SHOWCASE March 18, 2016

Business leaders in Asia starting to show interest in LGBT rights

Andrew Chidgey is an APCOM Regional Advisory Group member and Chief Executive of AIDS Concern, Hong Kong. On 3 March 2016, Andrew attended the Pride and Prejudice conference in Hong Kong. Read below as he reflects upon the role of business and business leaders in supporting LGBT rights.

This month saw business leaders and diversity champions making the case for action on LGBT rights at the “Pride and Prejudice” conference organized by the Economist magazine and held simultaneously in New York, London and Hong Kong. This event left me with optimism because of some of the progress reported in different parts of Asia and the Pacific, but also with a sense of the mountain still left to climb. It seems that businesses are slowly waking up to the opportunity and responsibility to act on LGBT rights.

Prince Manvendra Singh Gohil, Gujurat, India

Prince Manvendra Singh Gohil, Gujurat, India

Some key highlights were:

  • Positive signs that some large and influential companies are beginning to act on diversity. For example, at the bank Nomura in Japan there is a diversity committee that reports directly into the company’s chief executive.
  • Some gay chief executives are out of the closet and advocating. Alan Joyce, the openly gay chief executive of Qantas airlines, spoke at this conference. One of his key points was that diversity in business teams isn’t just the right thing to do, it can have the best outcome as he argued that diverse teams can bring better business decisions.
  • Prince Manvendra Singh Gohil from India spoke via video link about coming out in India and also about the impact of appearing on the American Oprah Winfrey TV show which seemed to make him even more accepted in India.
  • Changes in national laws are what we all aim for. However, that can take a long time and before that there can be progress in other ways. Taiga Ishikawa, the first openly gay man elected as a city councilor in Japan, explained that one locality has introduced transgender recognition and one of the Japanese air flight companies has made it possible to transfer flight air miles to same sex partners.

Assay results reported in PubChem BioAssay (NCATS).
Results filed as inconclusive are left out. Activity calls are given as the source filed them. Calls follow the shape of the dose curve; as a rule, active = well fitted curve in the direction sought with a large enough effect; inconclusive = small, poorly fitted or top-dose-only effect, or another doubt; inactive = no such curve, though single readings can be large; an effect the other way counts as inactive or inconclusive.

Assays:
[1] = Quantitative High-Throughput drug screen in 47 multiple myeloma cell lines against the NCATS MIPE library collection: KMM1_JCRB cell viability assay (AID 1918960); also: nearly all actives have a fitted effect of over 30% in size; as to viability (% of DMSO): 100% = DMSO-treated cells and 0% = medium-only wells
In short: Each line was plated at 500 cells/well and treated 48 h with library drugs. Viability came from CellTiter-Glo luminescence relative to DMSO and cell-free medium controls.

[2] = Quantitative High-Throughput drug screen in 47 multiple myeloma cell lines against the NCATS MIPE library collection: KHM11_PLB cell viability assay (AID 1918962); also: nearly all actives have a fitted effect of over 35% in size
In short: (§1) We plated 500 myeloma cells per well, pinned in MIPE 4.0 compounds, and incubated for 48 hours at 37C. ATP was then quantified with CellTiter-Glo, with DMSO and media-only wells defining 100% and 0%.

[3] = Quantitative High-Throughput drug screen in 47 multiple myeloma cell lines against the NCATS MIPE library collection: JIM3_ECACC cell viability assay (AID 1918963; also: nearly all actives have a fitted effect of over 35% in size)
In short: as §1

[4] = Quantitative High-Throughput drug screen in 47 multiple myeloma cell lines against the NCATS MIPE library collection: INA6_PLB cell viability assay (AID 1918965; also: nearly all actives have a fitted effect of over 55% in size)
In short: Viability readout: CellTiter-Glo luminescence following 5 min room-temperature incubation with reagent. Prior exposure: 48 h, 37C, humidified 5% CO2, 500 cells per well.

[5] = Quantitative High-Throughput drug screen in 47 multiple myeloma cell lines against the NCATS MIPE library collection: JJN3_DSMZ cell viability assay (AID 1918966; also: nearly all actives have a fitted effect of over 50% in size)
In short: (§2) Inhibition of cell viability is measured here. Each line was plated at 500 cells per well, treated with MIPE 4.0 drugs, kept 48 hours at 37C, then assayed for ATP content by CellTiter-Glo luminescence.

• Nicholas Rosellini from UNDP revealed that later this year the UN will publish an index of countries ranking them in their action on LGBT rights. This could be a useful advocacy tool.
  • Joel Simhkai, the founder and chief executive of Grindr, was at the event. I asked him how HIV NGOs could best work with Grindr. He suggested looking at the work that Grindr is doing in the US on PrEP and also on HIV testing. He suggested organizations get in touch with the Grindr regional sales team if they are interested in looking at local initiatives.
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Andrew Chidgey, APCOM Regional Advisory Group Member with Anna Olsen from Standard Chartered Bank

A strong message I would want to share with friends and colleagues working on HIV and LGBT rights would be that the business community is showing interest in diversity and it is through the channel of diversity that we can have more impacts on LGBT rights. I would suggest that the secret to having impact is to look at not only making our case only on LGBT rights but also by looking for alliances with people working on rights in general – women’s rights, children’s rights, ethnic minority rights and others.

If advocates are looking for local businesses and leaders who can support your work I encourage you to look at the conference brochure to see the companies you can approach which are already doing work in this area.

Let’s keep forging ahead – every mountain top is within reach if we just keep climbing.